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  6. Beautiful and deadly: Live reptile exhibition opens on October 7

Beautiful and deadly: Live reptile exhibition opens on October 7

OTTAWA, October 6, 2016 – The mystery and wonder of live lizards, snakes, turtles and other reptiles around the world are revealed in the Canadian Museum of Nature’s (CMN) newest exhibition, Reptiles: Beautiful and Deadly, which opens October 7.

“This is the largest travelling reptile exhibition in the world and we’re very excited to showcase it at our Museum,” says Meg Beckel, President and CEO of the CMN. “The experience is meant to explode common myths and instill a new appreciation for these misunderstood creatures.”

Visitors will see amazing animals in their recreated habitats up close and leave with a broad understanding of how reptiles fit into the animal kingdom. The many creatures on display include: geckos, giant tortoises, various turtle species, Gila monster, American alligator, python, rattlesnake and more!

Through several fun and informative interactive components, visitors will learn about fangs, skulls, shells, locomotion, milking viper and how to tell the difference between an alligator and a crocodile.

Reptiles was created by Clyde Peeling’s Reptiland in Allenwood, Pennsylvania. This popular show has been touring in North Amercia since 1999.

The exhibition will be on display at the CMN until April 8, 2017, at 240 McLeod Street in Ottawa. In addition to regular museum admission, a surcharge of $6 applies. 

For hours, admission, and other information, visit nature.ca. Like the CMN on Facebook. Follow on Twitter (@museumofnature) and Instagram (museumofnature).

Cool facts about reptiles

  • What is a reptile? Today most biologists classify animals by their evolutionary family tree, an approach called cladistics. The animals that evolved an outer covering of dry, horny scales are called reptiles. Their living descendants include turtles, crocodilians, lizards, snakes and birds (feathers are modified scales).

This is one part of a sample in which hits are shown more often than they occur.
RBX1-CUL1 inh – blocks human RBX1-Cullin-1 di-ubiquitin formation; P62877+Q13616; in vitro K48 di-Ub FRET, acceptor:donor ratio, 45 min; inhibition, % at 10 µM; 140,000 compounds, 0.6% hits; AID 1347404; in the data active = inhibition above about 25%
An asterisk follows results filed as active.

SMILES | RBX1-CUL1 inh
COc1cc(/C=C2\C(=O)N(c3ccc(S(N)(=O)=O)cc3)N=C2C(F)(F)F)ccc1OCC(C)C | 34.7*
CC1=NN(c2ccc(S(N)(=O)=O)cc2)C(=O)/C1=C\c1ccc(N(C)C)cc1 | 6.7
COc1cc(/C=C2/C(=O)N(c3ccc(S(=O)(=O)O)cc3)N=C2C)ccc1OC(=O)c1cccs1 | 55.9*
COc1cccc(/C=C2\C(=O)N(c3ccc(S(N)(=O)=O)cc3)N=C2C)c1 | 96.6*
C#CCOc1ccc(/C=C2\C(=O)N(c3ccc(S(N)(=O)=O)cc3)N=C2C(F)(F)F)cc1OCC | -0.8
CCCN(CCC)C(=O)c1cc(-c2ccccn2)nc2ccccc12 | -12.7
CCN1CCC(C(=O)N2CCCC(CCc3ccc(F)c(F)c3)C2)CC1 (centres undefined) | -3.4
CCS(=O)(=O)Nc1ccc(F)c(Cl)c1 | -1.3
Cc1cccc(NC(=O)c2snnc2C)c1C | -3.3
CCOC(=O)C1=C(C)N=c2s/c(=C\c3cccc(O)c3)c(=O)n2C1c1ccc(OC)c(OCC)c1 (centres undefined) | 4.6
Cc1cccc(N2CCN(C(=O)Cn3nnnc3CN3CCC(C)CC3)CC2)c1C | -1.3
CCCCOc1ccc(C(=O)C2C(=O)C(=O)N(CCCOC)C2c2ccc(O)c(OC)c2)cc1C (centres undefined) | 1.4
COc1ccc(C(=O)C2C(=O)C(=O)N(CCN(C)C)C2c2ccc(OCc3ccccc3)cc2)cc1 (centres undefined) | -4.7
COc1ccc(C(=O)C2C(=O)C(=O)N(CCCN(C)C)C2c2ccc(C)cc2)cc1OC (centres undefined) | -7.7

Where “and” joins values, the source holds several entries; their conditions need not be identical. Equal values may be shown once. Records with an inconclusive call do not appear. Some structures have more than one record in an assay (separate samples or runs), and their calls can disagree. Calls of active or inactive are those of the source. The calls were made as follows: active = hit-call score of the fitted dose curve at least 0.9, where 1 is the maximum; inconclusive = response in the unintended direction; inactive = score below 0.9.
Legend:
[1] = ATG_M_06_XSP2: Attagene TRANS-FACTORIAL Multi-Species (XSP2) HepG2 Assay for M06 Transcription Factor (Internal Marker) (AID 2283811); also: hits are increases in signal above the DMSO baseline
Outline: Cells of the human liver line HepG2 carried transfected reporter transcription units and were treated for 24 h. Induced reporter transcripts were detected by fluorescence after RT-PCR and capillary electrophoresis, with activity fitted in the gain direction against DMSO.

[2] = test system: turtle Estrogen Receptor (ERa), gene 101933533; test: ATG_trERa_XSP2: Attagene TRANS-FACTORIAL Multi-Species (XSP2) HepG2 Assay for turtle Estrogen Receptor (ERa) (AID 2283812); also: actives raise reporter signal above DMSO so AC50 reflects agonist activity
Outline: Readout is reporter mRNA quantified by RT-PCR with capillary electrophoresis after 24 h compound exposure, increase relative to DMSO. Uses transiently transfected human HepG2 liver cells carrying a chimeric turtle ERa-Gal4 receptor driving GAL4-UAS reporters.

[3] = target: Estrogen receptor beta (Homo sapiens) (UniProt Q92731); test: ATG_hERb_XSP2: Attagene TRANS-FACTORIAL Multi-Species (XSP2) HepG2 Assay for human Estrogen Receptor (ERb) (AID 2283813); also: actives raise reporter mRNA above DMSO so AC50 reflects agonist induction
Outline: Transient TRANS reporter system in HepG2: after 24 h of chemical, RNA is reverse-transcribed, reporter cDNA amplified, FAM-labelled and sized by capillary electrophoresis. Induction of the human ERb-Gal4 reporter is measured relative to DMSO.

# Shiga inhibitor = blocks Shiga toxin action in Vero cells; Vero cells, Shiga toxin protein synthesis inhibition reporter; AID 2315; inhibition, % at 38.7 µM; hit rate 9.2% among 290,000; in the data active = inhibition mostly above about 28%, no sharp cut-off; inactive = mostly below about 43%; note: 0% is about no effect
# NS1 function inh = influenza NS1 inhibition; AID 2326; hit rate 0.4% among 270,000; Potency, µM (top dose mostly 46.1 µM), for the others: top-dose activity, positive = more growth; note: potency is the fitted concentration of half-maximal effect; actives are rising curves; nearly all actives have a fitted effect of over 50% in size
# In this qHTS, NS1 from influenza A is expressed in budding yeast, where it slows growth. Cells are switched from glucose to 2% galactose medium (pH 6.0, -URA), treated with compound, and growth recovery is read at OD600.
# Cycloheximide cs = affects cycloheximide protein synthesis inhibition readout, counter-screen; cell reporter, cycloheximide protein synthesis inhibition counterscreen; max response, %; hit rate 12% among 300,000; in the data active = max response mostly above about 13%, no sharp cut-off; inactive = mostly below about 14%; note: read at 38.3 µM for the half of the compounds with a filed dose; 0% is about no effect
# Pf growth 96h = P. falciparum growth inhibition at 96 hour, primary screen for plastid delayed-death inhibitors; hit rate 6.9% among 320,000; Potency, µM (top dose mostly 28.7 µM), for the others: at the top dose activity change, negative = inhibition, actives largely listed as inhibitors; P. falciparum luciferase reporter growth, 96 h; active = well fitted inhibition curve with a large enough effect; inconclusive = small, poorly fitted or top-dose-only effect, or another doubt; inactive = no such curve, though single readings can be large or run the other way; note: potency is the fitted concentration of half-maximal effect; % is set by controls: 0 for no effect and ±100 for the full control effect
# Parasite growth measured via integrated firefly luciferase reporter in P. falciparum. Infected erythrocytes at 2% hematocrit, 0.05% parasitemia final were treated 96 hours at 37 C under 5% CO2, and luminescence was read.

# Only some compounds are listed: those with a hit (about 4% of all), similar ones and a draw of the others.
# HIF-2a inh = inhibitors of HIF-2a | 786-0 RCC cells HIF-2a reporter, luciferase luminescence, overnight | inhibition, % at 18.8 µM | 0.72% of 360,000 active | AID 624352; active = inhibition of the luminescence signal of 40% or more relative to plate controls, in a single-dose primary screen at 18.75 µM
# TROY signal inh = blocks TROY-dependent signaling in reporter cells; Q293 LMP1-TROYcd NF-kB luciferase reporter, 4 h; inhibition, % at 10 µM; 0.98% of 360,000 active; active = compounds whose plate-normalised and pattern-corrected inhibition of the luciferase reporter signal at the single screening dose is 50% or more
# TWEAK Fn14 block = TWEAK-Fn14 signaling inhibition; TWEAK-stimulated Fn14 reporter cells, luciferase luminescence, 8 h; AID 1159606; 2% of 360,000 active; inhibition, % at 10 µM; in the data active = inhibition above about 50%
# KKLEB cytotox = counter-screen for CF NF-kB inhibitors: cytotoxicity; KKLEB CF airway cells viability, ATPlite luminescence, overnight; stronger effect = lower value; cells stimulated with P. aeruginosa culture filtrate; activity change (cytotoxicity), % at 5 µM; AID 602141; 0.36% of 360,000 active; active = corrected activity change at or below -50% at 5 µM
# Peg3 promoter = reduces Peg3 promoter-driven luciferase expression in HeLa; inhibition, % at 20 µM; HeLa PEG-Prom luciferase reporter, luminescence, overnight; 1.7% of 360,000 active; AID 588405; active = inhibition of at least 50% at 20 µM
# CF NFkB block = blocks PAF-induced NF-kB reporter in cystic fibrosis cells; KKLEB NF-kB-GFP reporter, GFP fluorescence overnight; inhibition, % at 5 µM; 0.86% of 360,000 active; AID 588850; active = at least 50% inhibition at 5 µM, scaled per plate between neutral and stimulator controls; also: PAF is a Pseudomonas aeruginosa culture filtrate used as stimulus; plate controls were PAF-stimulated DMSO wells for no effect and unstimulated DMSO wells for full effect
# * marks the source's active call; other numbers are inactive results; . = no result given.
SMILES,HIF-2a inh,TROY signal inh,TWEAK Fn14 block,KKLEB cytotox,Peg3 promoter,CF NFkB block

• There are more than 10,000 species of reptiles in the world. In Canada, there are 54 species and sub-species. 
  • This exhibition focuses on the “cold-blooded” reptiles, which depend on outside sources of heat to warm their bodies. (The first known warm-blooded lizard, the tegu, can heat itself to as much as 10 °C above its surroundings, making it unique among reptiles.)
  • Athough turtles are an ancient group, the structure of the shell has changed little since the age of the dinosaurs. Scientists disagree about where turtles fit in the evolutionary tree of life.
  • Snakes are lizards that have lost their legs, ear openings and eyelids—possibly ancient adaptations for an underground existence.
  • More people die from bee stings each year than snakebites. In the United States, about 8,000 people receive venomous snakebites. Only nine to fifteen of those people die.
  • Most venomous snake bites in North America are from copperheads, water moccasins and rattlesnakes.
  • Alligators, crocodiles, caimans and the gharial are the closest living relatives of birds. They have bird-like hearts, digestive tracts, ear canals, and rib cages.
  • Alligators and other crocodilians are the “loud mouths” of the reptile world. Calls vary widely depending on species, age, size and sex. Some species can communicate over 20 different kinds of messages through sound alone.
  • Chameleons change skin color to express a mood or aid in camouflage. Tentacle-like chromatophores move pigments up and down through the layers of skin. The closer the pigment gets to the surface of the skin, the darker the animal appears.

 

Media contacts

Laura Sutin
Media Relations
Canadian Museum of Nature
613.698.7142
lsutin@mus-nature.ca

Dan Smythe
Media Relations
Canadian Museum of Nature
613.566.4781
(cell) 613.566.9253
dsmythe@mus-nature.ca